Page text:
Making historic sites fit into today’s society is a philosophy of preservation catching on in Albany County and elsewhere. If for no other reason than to increase the odds of saving what is largely a part of our history that happens to sit on a piece of real estate with an ever-increasing value.
“I believe, personally, in preserving history for its own sake, but I understand not everyone will feel that way so it’s a matter of making the site relevant to people who are not naturally interested in the history of the Shakers and promoting the economic development opportunities of historic preservation,” Batman said. “Heritage tourism is a huge industry that is growing in this region and I think there are opportunities to plan and develop that don’t involve constructing new buildings.”
There are two ongoing projects that exemplify cooperation of saving yesterday while providing a benefit today.
At the former West Family Village, near the intersection of Watervliet Shaker and Sand Creek roads, the Colonie Planning Board recently gave a nod of approval to a project that will construct 126 units on the site that is adjacent to an athletic complex already under construction. The plan calls for six new buildings, and renovating four existing Shaker buildings for 10 new apartments.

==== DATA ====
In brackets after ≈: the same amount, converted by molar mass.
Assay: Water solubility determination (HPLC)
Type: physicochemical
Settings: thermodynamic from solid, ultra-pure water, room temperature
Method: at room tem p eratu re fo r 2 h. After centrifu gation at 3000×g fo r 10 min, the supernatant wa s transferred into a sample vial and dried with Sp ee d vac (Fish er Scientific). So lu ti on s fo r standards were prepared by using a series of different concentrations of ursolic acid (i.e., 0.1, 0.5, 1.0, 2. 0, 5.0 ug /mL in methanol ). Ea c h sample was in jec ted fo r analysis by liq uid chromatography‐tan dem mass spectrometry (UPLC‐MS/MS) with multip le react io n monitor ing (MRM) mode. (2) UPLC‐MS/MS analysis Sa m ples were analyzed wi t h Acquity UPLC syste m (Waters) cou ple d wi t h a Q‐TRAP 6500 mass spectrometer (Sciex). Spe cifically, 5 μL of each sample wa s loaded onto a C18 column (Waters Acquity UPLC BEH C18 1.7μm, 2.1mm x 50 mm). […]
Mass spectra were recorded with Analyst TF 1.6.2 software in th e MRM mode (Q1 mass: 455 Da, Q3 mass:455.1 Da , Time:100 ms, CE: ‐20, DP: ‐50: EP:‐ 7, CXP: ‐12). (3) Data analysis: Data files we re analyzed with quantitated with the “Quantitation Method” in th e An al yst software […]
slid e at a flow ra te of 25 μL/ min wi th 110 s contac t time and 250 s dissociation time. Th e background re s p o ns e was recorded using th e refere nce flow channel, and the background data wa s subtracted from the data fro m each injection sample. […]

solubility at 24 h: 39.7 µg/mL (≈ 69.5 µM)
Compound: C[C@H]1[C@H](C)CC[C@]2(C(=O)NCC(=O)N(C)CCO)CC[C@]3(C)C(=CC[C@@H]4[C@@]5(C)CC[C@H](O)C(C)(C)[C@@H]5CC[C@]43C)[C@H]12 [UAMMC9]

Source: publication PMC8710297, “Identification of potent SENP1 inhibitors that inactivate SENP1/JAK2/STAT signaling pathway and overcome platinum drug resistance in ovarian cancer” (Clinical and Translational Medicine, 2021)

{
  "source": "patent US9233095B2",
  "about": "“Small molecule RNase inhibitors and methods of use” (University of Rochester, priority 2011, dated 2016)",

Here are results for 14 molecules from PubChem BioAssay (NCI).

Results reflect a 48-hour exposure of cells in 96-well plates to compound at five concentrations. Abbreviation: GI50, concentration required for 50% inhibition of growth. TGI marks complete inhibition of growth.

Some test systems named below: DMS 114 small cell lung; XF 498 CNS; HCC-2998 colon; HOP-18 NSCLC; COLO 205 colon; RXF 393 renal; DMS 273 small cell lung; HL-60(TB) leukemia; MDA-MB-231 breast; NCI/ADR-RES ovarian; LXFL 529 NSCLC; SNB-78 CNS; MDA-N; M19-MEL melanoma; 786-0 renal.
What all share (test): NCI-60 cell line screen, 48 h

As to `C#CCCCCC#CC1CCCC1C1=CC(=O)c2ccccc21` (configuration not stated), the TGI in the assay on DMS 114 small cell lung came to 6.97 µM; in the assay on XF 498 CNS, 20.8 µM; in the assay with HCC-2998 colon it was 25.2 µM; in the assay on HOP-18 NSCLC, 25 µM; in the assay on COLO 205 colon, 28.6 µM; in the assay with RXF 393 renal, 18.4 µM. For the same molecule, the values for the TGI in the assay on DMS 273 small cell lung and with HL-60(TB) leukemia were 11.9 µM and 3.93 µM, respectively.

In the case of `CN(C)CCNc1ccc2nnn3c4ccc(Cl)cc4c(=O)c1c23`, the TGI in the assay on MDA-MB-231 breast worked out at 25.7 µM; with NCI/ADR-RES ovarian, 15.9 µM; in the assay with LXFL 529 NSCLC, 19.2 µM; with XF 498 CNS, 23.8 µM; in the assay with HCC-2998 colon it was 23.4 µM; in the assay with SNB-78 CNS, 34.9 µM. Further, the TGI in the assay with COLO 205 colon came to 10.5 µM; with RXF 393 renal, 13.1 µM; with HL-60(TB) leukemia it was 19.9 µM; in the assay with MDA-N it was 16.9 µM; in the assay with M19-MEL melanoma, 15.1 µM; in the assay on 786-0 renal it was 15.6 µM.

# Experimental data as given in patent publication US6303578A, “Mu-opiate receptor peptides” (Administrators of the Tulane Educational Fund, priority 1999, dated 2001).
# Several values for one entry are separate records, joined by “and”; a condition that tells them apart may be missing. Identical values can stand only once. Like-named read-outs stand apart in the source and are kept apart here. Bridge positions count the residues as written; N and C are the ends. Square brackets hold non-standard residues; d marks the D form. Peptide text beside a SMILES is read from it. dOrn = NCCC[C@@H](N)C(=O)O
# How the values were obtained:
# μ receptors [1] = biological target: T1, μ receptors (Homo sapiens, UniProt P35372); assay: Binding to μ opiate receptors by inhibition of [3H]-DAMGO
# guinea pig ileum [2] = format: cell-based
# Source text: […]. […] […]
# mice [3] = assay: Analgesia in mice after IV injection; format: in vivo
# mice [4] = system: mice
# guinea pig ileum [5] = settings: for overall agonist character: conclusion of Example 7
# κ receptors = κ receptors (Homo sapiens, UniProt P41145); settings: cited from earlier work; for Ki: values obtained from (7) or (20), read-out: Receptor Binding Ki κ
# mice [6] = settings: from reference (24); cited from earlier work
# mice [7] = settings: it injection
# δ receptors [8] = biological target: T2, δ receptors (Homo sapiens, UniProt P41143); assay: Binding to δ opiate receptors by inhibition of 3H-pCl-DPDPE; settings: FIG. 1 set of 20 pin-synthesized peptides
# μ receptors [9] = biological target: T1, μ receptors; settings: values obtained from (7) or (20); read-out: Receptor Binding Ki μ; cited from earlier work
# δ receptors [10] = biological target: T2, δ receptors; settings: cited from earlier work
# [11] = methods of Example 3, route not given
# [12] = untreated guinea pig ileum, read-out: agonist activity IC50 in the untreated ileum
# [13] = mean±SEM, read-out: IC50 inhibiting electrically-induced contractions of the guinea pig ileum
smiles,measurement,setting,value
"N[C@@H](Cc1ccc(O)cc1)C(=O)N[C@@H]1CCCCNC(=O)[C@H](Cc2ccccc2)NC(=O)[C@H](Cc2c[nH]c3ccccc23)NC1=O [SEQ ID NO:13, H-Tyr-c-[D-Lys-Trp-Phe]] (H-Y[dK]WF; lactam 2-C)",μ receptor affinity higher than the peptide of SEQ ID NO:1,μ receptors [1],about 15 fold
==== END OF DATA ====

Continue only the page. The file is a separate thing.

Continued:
But, the Shaker Heritage Society worked with the developer, Richard Rosetti Sr., and the Shaker-era red barn visible from Watervliet Shaker Road will be saved and moved from its current location to the rear of the site. Also, the new buildings will be constructed to reflect a Shaker design, and Batman said they are working on an agreement to allow Shaker Heritage to lead tours of some of the existing interiors.
“The less development in the district the better for us in many respects because preservation is often at odds, but there is also the fact there will be a new community in the district, and it is bringing in a whole group of people we can potentially convince into being supporters and advocates as well,” she said. “It does sometimes feel like there is a lot of external pressure closing in on the site, but for me, being new in this role, what I need to do is start building relationships. It is my job to go into the community and promote our mission so I will be a strong advocate, but at the end of the day there is going to be a little give and take, I’m anticipating.”